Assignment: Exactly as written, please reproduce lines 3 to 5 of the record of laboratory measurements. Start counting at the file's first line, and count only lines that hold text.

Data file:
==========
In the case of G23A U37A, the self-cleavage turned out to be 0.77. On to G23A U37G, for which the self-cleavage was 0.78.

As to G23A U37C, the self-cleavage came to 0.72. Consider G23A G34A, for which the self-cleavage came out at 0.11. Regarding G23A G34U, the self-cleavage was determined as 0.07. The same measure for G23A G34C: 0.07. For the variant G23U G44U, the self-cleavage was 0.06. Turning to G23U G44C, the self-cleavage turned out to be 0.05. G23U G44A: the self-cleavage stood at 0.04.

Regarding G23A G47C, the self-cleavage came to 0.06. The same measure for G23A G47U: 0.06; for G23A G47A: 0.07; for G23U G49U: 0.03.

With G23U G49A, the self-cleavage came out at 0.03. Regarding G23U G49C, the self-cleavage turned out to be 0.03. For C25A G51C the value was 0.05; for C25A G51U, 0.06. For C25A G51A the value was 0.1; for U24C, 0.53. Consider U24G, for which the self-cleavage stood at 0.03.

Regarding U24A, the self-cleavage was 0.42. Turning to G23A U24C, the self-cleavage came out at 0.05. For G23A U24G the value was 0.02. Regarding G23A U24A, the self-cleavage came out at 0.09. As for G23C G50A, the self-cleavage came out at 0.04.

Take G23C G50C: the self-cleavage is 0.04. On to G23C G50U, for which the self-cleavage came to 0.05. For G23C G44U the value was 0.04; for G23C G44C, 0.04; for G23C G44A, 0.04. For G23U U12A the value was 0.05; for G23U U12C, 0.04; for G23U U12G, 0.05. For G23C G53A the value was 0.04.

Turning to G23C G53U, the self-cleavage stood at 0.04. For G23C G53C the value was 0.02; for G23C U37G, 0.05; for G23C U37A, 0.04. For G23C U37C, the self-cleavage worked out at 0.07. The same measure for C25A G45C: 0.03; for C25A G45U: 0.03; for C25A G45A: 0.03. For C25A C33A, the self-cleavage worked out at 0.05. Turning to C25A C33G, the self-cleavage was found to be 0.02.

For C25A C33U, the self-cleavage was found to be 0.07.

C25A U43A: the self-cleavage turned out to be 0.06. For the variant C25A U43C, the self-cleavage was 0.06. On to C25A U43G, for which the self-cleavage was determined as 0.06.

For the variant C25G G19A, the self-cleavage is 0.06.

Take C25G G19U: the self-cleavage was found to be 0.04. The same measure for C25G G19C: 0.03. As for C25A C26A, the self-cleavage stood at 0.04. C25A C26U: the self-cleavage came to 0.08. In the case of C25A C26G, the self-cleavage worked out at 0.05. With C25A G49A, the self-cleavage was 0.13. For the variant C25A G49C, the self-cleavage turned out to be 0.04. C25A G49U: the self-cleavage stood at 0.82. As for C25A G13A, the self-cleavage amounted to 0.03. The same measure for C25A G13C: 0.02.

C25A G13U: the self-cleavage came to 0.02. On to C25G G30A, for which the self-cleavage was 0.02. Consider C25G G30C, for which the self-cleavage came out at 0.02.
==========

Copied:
Regarding G23A G47C, the self-cleavage came to 0.06. The same measure for G23A G47U: 0.06; for G23A G47A: 0.07; for G23U G49U: 0.03.

With G23U G49A, the self-cleavage came out at 0.03. Regarding G23U G49C, the self-cleavage turned out to be 0.03. For C25A G51C the value was 0.05; for C25A G51U, 0.06. For C25A G51A the value was 0.1; for U24C, 0.53. Consider U24G, for which the self-cleavage stood at 0.03.

Regarding U24A, the self-cleavage was 0.42. Turning to G23A U24C, the self-cleavage came out at 0.05. For G23A U24G the value was 0.02. Regarding G23A U24A, the self-cleavage came out at 0.09. As for G23C G50A, the self-cleavage came out at 0.04.